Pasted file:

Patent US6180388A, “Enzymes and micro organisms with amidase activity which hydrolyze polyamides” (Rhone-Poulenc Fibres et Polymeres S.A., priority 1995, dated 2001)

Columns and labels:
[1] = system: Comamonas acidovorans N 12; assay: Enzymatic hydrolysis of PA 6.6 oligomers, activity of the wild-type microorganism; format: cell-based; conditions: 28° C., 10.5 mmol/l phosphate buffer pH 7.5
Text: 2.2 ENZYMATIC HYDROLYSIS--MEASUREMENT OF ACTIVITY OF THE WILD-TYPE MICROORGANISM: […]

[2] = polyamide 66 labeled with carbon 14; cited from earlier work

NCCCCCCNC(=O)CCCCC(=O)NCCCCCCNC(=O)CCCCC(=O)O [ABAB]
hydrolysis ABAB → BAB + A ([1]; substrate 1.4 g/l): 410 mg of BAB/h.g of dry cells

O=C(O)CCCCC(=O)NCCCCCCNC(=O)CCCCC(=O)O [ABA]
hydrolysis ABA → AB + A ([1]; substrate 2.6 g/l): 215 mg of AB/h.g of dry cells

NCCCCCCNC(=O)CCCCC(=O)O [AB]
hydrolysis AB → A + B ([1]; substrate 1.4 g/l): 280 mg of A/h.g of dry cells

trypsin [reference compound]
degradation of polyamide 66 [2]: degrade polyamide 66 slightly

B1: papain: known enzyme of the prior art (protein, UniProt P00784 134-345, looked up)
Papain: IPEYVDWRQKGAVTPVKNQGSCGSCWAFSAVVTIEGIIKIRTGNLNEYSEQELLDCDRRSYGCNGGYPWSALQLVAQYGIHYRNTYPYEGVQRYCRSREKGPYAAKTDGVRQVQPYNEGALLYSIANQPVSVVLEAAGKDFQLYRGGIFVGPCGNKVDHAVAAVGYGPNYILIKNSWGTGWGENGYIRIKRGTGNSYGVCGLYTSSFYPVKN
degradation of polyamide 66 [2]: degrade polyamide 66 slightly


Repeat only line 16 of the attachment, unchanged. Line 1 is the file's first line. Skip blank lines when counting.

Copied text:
degradation of polyamide 66 [2]: degrade polyamide 66 slightly